I'm looking at G4 Powerbooks and I wanted to know if it was possible to swap the G4 Chip to a faster G5 chip is it possible ?
for a simple answer, nope.
the main reason that a G5 was never put into notebooks was because of the heat.
also the G5 motherboards also have fixed cpu ratios. for example, my ghz has a 1ghz FSB and no matter what G5 i put in it, it will always run at 2ghz. (as i understand it.)
also, i believe the cpu's on powerbooks are soldered right to the logic board, not socketed likt the older G3 powerbooks were.
Also, the G5 has ALOT more hardware than G4s did. FIrst the G5 is 64-Bit. Second, it would require ALOT of Firmware editing. Third, almost everything on your G4 PowerBooks Motherboard would be to slow for the G5 chip. Fourth, you'd probably get third degree burns if you were to use this concoction in your lap if you did some how get it to work. Your processor has to be the right model number to match what your G5s motherboard can take. Then you have to run Apple Service Diagnostic and Calibrate the CPU to the Motherboard. I learned all this trying to replace the motherboard in my G5. Then to find out both a processor and the motherboard was dead... lol... Easy fix though once I got ASD and all the parts. Though I shouldn't really say that since you have to take just about everything out of the G5 Case to get the MotherBoard out.
WOW I just went its a rant WAAAAYYY off topic. Lol sorry.
Not even remotely possible, they are completely different architectures, not just different generations. This is one of those "Square peg, round hole" situations. If Apple didn't want to spend the millions of dollars to bring it to market, trust me, it's not going to happen.
It's not like talking about putting a g4 in place of a g3 chip, it's like talking about swapping a g3 or g4 for an x86 chip.
I recall there being a L33T h4x0r who could fit a G5 chip into a clamshell that he was selling on eBay. 66mhz bus - no problem - the G5 will still run at full speed.
(just messing around)
For the record - the G5 is the biggest dead end Apple has ever brought about.
Apple has had so many flops over its history that it's really rather difficult to single out the G5. ;^)
The G5 is actually a great CPU, or is based on a great architecture at least. Just ask Nintendo, Sony, and Microsoft. Between them they've sold something like 30 million of them so far. IBM just told Apple to get bent when they told them to develop a laptop-capable version for free *OR ELSE* they'd switch to Intel.
I suppose it might be accurate to say "PowerPC on the desktop" was the biggest dead-end Apple ever brought about. They were barking up the wrong tree for twelve straight years on that one, clearly.
The PPC G3 kicked the Pentium's rear end at the time it was introduced, and the G5 held up very nicely against the Pentiums that were available at the time the G5 was first introduced.
The real dud, I think, was the G4, which was just a G3 with AltiVec (which helped only on FPU), and which was hobbled by a too-slow ramp-up in clock speed.
I think you're on to something, but it's a weird situation. IBM could push the G3 to 900MHz or so while Motorola was stuck at 500MHz, but Apple wouldn't eat their hat on their marketing push for Altivec and dual processing. I really think Altivec helped the adoption of OS X by not taxing the processor so heavily for Aqua's myriad effects, but at almost twice the clock speed? I'm sure that Apple knew what they were doing when they didn't abandon the G4 when it was stuck for a year and a half while the rest of the chip industry sped on to 1+ GHz.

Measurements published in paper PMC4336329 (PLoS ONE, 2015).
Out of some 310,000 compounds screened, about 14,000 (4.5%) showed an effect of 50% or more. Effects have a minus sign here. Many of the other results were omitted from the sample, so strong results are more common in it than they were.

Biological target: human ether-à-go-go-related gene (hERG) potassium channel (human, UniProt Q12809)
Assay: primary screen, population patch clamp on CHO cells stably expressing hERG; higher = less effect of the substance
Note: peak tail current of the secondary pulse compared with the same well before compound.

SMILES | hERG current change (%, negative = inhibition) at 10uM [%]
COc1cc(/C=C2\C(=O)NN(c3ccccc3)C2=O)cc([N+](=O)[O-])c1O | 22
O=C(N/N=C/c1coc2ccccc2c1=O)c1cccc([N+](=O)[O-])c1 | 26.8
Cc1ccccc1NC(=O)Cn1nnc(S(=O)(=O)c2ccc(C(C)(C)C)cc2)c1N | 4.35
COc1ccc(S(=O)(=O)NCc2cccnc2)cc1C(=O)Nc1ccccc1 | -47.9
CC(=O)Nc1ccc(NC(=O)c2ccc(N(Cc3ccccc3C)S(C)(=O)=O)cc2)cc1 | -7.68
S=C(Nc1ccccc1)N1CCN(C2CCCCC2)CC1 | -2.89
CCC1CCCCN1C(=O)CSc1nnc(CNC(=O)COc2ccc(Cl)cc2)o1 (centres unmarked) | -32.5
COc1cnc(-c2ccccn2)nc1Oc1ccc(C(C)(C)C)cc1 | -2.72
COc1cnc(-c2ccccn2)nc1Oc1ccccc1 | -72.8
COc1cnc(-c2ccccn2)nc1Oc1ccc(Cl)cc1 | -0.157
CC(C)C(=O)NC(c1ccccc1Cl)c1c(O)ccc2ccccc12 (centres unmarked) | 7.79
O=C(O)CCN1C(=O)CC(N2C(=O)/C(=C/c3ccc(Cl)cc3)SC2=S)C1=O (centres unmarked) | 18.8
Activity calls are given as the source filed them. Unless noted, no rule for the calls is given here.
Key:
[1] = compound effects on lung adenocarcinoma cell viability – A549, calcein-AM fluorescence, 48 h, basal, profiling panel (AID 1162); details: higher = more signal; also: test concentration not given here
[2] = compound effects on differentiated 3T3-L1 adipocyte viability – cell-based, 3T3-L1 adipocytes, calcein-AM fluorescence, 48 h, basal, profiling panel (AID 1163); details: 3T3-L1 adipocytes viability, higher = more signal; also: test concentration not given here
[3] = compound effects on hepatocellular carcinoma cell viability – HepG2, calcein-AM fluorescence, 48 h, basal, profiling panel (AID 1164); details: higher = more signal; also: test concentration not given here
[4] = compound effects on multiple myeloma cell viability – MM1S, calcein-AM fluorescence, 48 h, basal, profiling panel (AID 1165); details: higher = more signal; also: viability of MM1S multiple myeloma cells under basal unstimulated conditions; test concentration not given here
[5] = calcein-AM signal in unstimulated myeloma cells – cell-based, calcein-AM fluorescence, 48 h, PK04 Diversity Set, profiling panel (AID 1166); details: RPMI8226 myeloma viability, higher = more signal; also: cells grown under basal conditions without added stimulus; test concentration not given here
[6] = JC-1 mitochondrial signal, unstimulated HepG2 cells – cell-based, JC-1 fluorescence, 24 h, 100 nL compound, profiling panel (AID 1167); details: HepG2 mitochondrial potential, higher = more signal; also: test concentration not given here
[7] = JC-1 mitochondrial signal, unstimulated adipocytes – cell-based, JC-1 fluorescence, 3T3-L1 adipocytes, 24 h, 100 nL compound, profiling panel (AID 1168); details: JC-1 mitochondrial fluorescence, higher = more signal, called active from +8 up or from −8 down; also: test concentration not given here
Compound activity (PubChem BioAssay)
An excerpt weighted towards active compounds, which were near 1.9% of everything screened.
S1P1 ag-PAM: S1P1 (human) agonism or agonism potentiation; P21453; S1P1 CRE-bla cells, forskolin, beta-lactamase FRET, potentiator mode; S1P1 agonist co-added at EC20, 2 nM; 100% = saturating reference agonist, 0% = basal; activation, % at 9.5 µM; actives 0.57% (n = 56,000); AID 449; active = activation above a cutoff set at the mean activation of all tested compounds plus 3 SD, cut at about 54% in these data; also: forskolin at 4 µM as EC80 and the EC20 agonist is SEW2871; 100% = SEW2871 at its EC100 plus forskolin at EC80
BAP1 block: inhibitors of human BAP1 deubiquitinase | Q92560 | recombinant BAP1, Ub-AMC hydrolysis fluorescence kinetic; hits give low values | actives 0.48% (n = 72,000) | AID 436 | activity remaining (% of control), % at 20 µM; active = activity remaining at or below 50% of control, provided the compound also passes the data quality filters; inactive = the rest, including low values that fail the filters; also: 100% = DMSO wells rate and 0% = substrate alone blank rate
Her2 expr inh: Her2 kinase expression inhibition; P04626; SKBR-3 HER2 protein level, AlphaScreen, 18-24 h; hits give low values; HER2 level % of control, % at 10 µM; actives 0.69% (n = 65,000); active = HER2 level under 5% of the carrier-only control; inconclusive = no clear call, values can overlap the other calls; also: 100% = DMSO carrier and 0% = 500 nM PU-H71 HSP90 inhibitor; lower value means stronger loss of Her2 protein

I agree that Apple did the wrong thing in sticking with PowerPC chips for 12 years-- not because I think that the PowerPC platform is not good, but because they should have gone straight to Intel when it became clear that the G5 was not going to scale to 3GHz or any kind of laptop package. It is quite convenient that Intel's Core microarchitecture came out right as Apple really started moving a lot of Intel Macs, though. That leads me to believe that they had been talking with Intel since the aforementioned lapse in the G5, and the wait was only a matter of the old processors not being what Apple wanted.
It is quite convenient that Intel's Core microarchitecture came out right as Apple really started moving a lot of Intel Macs, though. That leads me to believe that they had been talking with Intel since the aforementioned lapse in the G5, and the wait was only a matter of the old processors not being what Apple wanted.
I agree completely - the Pentium 4 line, prior to the Core line, was far inferior in terms of heat/power consumption, and performance per clock cycle.
The P4 was just this bastardization that allowed Intel to ramp up nominal speeds to the Gigahertz range by dropping some problematic parts of the PIII core.
When they designed the Core, they went back to the last PIII designs and with new technologies made a more efficient core.
The P4, with all its special features, was Intel's dead end.
The Core Duo processors (and the Core Solo) are based on the Pentium 3 (Pentium M), but the Core 2 processors have a totally new architecture called Core.
Wikipedia says that the Core 2 is design is from the ground up, but it is based on the design philosophy of the Core down through the Pentium M & the Pentium 3 on back to the PPro.